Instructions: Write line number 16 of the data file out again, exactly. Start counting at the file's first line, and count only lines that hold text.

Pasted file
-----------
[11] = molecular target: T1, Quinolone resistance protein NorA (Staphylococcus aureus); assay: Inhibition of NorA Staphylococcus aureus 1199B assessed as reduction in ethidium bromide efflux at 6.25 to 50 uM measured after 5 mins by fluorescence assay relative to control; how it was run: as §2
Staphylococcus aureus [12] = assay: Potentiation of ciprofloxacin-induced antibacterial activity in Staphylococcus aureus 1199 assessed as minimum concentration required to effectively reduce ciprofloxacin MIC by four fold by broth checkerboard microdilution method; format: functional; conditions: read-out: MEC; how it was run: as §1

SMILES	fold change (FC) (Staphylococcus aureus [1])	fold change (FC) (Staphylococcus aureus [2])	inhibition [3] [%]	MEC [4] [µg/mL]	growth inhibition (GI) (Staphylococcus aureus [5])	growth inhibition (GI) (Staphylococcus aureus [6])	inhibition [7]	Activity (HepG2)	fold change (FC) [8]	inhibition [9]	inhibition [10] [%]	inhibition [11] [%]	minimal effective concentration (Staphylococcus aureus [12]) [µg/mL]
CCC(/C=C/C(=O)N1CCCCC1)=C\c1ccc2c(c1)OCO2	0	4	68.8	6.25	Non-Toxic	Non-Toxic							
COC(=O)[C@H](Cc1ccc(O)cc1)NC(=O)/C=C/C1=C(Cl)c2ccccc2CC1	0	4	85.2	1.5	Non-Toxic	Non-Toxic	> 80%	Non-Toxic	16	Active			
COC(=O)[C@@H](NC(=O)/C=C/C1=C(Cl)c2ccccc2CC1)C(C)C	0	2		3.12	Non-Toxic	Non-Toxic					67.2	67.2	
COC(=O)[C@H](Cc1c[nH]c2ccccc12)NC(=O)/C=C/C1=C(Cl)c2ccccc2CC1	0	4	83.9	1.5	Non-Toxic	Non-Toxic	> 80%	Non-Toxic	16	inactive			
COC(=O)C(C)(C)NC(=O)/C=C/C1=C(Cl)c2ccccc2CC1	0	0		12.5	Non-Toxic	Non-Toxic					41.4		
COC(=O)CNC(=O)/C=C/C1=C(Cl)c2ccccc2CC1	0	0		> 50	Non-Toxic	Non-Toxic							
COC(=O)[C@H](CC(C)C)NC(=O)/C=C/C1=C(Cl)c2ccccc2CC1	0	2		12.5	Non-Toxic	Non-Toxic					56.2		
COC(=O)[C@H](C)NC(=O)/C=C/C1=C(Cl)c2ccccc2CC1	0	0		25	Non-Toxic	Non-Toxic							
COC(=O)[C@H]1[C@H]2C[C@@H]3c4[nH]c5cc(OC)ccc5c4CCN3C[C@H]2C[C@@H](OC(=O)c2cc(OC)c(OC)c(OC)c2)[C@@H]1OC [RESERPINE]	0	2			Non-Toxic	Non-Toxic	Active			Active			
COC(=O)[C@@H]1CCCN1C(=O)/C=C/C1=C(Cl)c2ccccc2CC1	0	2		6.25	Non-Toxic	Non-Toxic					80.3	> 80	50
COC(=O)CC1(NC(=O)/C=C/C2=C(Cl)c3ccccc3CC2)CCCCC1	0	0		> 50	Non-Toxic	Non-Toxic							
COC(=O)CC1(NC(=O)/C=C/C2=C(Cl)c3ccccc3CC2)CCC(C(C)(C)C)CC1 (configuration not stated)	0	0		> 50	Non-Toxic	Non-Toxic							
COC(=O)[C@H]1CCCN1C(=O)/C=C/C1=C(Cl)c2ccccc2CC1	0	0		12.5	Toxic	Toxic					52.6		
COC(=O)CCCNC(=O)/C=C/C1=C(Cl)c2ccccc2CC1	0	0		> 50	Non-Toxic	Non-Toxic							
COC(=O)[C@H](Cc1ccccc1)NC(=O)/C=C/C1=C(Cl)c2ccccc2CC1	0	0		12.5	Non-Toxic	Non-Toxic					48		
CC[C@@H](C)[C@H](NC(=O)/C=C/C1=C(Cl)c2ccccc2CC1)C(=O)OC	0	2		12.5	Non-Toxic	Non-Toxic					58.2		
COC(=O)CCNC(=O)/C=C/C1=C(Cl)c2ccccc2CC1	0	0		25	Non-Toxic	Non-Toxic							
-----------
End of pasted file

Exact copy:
COC(=O)[C@H]1CCCN1C(=O)/C=C/C1=C(Cl)c2ccccc2CC1	0	0		12.5	Toxic	Toxic					52.6		